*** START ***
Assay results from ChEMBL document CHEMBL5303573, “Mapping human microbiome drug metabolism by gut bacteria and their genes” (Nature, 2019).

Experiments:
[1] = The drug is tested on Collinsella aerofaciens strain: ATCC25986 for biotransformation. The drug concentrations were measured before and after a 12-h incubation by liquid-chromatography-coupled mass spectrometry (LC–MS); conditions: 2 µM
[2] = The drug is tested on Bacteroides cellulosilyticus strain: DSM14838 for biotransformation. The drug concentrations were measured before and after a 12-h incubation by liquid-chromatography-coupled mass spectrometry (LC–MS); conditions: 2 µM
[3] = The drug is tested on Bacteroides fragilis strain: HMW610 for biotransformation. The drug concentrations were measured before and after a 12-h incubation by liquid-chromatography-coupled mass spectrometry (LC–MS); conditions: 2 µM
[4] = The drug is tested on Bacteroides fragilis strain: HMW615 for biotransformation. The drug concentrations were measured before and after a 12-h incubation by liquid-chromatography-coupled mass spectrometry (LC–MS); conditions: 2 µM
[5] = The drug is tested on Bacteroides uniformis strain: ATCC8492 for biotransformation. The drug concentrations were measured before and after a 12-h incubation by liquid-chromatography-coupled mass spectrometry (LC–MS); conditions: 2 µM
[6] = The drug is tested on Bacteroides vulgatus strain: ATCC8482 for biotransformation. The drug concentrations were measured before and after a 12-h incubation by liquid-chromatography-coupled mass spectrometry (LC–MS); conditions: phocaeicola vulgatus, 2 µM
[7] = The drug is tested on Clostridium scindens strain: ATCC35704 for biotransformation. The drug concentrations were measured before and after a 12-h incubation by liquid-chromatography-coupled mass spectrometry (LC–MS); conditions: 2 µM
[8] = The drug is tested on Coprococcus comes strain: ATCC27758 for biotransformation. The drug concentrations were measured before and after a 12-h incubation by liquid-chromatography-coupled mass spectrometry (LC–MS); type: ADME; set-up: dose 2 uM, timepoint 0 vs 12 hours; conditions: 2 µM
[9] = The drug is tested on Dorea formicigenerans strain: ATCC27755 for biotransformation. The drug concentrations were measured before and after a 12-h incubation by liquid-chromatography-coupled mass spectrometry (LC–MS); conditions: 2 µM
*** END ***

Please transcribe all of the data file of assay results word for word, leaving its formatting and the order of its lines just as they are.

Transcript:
Assay results from ChEMBL document CHEMBL5303573, “Mapping human microbiome drug metabolism by gut bacteria and their genes” (Nature, 2019).

Experiments:
[1] = The drug is tested on Collinsella aerofaciens strain: ATCC25986 for biotransformation. The drug concentrations were measured before and after a 12-h incubation by liquid-chromatography-coupled mass spectrometry (LC–MS); conditions: 2 µM
[2] = The drug is tested on Bacteroides cellulosilyticus strain: DSM14838 for biotransformation. The drug concentrations were measured before and after a 12-h incubation by liquid-chromatography-coupled mass spectrometry (LC–MS); conditions: 2 µM
[3] = The drug is tested on Bacteroides fragilis strain: HMW610 for biotransformation. The drug concentrations were measured before and after a 12-h incubation by liquid-chromatography-coupled mass spectrometry (LC–MS); conditions: 2 µM
[4] = The drug is tested on Bacteroides fragilis strain: HMW615 for biotransformation. The drug concentrations were measured before and after a 12-h incubation by liquid-chromatography-coupled mass spectrometry (LC–MS); conditions: 2 µM
[5] = The drug is tested on Bacteroides uniformis strain: ATCC8492 for biotransformation. The drug concentrations were measured before and after a 12-h incubation by liquid-chromatography-coupled mass spectrometry (LC–MS); conditions: 2 µM
[6] = The drug is tested on Bacteroides vulgatus strain: ATCC8482 for biotransformation. The drug concentrations were measured before and after a 12-h incubation by liquid-chromatography-coupled mass spectrometry (LC–MS); conditions: phocaeicola vulgatus, 2 µM
[7] = The drug is tested on Clostridium scindens strain: ATCC35704 for biotransformation. The drug concentrations were measured before and after a 12-h incubation by liquid-chromatography-coupled mass spectrometry (LC–MS); conditions: 2 µM
[8] = The drug is tested on Coprococcus comes strain: ATCC27758 for biotransformation. The drug concentrations were measured before and after a 12-h incubation by liquid-chromatography-coupled mass spectrometry (LC–MS); type: ADME; set-up: dose 2 uM, timepoint 0 vs 12 hours; conditions: 2 µM
[9] = The drug is tested on Dorea formicigenerans strain: ATCC27755 for biotransformation. The drug concentrations were measured before and after a 12-h incubation by liquid-chromatography-coupled mass spectrometry (LC–MS); conditions: 2 µM